The buttons up top seem superfluous given the keyboard, and the ability to assign any sample to a given key or span of keys, but I guess for the working DJ he may not want to have to worry about hitting the right key (even with gaffer tape?) at the right velocity in the heat of the moment, and would want to simply press a button to play a loop.
The DJ wheel seems to have been based on the ribbon controller on the Yamaha SU10 from a year or two prior to the release of the DJ-70mk1. The SU10 was one of the line of Yamaha MIDI music machines which included the MU5 and the well-received QY10 (and the rest of the QY series), with which it shared a form factor. It boasted a 47 second sampler (much less at higher bitrates/in stereo) in a piece of gear which was about the size of a VHS cassette and included a 4-track phrase sequencer as well as twelve non-velocity pads. It also featured the easiest sampling interface I have ever used, from Akai to Ensoniq to Roland or anyone else, though that may have been made easier by the limited memory space. The relevant side feature, though, was the ability to 'scratch' samples with the built-in ribbon sensor (only one I know of which transmits MIDI, I have to recc this thing again), which essentially chopped up the given sample into audibly small increments and allowed the user to 'scratch' them similar to how one would scratch a record, but in a horrid digital way.
This is what the DJ-70 DJ Wheel aimed to reproduce. The wheel is weighted, though not so much that it feels like the Technics deck which I imagine they were trying to emulate, and this doesn't affect the sound at all apparently, so the effect of weight feels cumbersome given the intent/implementation. Where in the Yamaha SU10 the scratch function was a novelty, the DJ70's wheel is a strangely cumbersome and useless feature which is only novel if one wishes to throw a sample out and listen to it spin down from high velocity. Even a non-weighted but better-implemented algorithm wheel function would have made this a desirable synthesizer. Which brings me to the reason why there are Mark I DJ-70s and Mark II Dj-70s.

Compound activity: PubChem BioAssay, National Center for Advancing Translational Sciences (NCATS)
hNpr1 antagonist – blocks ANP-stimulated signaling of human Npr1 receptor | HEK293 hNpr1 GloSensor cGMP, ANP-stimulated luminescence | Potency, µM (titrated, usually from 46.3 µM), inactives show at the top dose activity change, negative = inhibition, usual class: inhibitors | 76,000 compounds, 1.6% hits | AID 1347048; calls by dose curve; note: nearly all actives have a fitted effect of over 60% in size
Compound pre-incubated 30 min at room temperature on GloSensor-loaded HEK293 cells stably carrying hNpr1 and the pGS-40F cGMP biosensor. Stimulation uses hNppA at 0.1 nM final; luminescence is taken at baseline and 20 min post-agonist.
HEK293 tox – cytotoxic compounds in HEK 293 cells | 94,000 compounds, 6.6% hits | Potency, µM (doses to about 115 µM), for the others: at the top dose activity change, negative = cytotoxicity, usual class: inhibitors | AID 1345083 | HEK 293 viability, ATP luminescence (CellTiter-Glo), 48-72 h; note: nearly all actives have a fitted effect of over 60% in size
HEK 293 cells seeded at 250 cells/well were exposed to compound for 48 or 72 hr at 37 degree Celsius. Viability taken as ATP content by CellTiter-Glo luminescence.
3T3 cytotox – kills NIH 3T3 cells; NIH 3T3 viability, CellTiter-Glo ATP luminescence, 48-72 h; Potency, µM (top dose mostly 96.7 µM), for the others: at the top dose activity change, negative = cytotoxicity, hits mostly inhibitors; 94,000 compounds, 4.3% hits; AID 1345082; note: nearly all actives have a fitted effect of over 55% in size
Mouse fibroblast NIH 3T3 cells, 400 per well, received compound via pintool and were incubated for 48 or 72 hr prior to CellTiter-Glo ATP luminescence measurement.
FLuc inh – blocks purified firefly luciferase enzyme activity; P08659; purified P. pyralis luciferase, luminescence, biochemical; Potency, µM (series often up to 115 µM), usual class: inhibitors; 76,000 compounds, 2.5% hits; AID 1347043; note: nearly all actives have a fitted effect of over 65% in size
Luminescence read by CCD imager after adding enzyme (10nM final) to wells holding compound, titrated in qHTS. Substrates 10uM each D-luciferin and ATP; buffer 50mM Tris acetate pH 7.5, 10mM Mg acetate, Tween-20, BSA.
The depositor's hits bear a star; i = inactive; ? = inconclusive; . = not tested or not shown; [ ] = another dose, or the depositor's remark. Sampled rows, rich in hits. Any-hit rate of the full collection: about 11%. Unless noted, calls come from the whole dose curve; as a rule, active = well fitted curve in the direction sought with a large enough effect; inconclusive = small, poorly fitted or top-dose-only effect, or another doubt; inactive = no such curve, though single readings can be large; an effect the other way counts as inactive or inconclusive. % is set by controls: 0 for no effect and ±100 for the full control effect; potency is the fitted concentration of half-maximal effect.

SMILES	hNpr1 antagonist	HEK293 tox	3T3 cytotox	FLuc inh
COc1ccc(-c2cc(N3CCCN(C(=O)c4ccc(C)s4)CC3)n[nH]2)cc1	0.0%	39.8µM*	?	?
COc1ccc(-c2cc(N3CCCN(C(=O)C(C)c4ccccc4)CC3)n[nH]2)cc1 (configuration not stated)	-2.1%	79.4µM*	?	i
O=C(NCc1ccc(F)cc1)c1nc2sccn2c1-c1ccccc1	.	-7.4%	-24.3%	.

When the DJ-70 was originally released in '96 or so, it was aimed at the DJ market with the hope that it would serve as a convenient replacement for the samplers which famously helped house & techno DJs as early as Park & Pickering at the Hacienda and would be priced well enough for current small-time DJs to afford it. The keyboard had 2MB RAM and no SCSI interface, so there was no way for buyers to expand the amount of time they had available in memory for samples beyond a few minutes, and no way of loading in samples aside from a floppy disk drive. It had the editing facilities of the superb S-760, but none of the expandability. Essentially, it was a completely useless product of a company which, I presume, was struggling with a leftover internal bureaucracy in order to find a way to approach the new music which their products had created. Akai had several similar products (the S01, as well as the S-20), as did Yamaha (SU10 among many others) and several other companies. Korg, rejuvenated by their failure in the mid-80s and the continuing success of their alterations to their M01 line, wound up creating the Electribe line with brilliant prescience. I'm digressing.
Roland realized that the DJ-70mkI was completely outdated even by their W30 from 1989, so they updated it as the DJ-70mkII. The mark II included all the features of the mark I, plus a SCSI interface, standard, as well as standard SIMM expansion slots for up to 32MB RAM (it turns off the internal RAM when there is a full 32MB installed). At the time, this still wasn't worth the $1800 pricetag for the DJ-70mkII alone, not to mention the $300 or so it would have cost to max out the RAM and another $250 on top of that for a Zip drive or some Magneto-Optical alternative. Especially not when the S-760 cost about $2200 with the video/digital IO expansion, full RAM, and the standard SCSI & extra four individual outputs. The cost of a cheap second-hand 5-octave MIDI keyboard and a SCSI device unquestionably made the S-760 the better deal as an all-in-one home studio sampler at the time.